MSBA Top 25 Blawg of 2011

2011 LexisNexis Top 25 Estate Planning and Elder Law Blog

Sunday, January 18, 2009

What happens if I don't have a will?

I'm often approached by people who say they want a will so their property doesn't go to the government. While there's many reasons to have a will (probably a smoother probate and smoother family relations is just one of many reasons), the risk of having the government "take" your stuff merely because you don't have a will is very unusual. So, what happens when there is no will?

When someone dies without a will, it's stated that the individual died "intestate". All states, including Minnesota, have intestacy laws which give a specific order as to who gets how much of the estate. In general terms, a spouse gets first. If there's no spouse, then the children get and so forth. If the decedent died without a spouse or descendants, the parents get first and if no parents, the siblings get and so forth. If there is no spouse or descendants, parents or siblings, then the grandparents get or aunts and uncles if no grandparents and so forth. The main point is that the state of Minnesota is the last resort. If there are no relatives around to claim the estate, only then does the estate go, or escheat, to Minnesota.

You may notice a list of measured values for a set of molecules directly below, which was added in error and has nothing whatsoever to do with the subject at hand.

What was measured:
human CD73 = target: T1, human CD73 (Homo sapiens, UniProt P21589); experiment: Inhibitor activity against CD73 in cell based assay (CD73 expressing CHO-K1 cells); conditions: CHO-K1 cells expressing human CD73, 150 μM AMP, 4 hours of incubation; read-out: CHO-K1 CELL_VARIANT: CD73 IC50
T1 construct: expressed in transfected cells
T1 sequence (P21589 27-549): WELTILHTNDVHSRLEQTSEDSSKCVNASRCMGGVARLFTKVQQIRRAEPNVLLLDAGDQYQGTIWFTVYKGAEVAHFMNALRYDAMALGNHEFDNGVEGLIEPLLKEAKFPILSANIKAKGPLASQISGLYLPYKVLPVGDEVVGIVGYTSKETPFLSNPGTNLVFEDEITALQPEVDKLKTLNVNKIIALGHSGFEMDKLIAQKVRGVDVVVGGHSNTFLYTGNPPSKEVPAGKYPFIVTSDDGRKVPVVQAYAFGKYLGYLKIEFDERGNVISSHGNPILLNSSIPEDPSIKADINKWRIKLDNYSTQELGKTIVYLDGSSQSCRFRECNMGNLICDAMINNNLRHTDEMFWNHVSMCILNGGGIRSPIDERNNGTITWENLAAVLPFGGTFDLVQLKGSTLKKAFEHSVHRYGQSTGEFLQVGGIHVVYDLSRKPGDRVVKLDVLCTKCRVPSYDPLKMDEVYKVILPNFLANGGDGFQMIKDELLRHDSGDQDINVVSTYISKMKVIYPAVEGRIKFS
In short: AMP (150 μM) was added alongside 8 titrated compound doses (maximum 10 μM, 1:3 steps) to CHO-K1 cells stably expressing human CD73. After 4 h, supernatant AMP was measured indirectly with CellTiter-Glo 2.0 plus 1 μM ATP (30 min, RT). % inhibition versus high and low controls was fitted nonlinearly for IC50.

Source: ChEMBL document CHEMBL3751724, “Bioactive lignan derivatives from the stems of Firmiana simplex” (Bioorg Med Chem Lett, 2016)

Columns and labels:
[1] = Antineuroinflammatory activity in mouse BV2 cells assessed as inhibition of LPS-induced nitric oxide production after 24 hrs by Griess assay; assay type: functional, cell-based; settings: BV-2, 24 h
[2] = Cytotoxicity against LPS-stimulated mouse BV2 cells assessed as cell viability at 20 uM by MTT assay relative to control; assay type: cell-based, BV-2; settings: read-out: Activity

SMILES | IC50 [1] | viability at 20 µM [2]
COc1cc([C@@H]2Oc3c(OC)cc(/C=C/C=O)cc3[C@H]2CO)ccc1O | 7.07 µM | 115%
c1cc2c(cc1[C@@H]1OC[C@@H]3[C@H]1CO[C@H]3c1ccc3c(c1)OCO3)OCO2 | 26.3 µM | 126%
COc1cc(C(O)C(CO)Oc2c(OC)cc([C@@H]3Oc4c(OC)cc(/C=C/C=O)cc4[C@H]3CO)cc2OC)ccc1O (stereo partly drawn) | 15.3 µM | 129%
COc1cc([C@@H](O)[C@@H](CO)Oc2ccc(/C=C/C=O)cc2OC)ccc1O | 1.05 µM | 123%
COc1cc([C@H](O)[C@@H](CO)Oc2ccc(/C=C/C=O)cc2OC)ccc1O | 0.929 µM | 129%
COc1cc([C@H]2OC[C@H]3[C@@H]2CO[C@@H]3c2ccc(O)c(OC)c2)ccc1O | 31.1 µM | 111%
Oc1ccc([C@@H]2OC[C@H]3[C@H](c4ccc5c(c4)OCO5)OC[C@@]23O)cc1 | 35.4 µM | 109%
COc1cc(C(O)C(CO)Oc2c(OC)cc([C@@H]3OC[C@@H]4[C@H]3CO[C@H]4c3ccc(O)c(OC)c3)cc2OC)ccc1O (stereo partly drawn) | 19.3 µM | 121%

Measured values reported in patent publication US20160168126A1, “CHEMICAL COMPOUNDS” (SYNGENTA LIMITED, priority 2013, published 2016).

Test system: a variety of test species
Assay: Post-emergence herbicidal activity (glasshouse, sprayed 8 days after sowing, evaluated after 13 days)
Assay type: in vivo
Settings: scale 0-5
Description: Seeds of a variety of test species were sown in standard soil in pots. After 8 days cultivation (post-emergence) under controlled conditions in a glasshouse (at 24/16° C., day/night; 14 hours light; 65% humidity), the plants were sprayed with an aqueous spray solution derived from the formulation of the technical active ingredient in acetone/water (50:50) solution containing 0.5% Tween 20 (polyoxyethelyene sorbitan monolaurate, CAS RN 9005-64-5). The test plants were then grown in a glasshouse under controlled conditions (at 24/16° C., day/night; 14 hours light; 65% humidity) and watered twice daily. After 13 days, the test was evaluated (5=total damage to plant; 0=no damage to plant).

There are many reasons to have a will, but probably one of the most minor reasons is to prevent Minnesota from getting your stuff.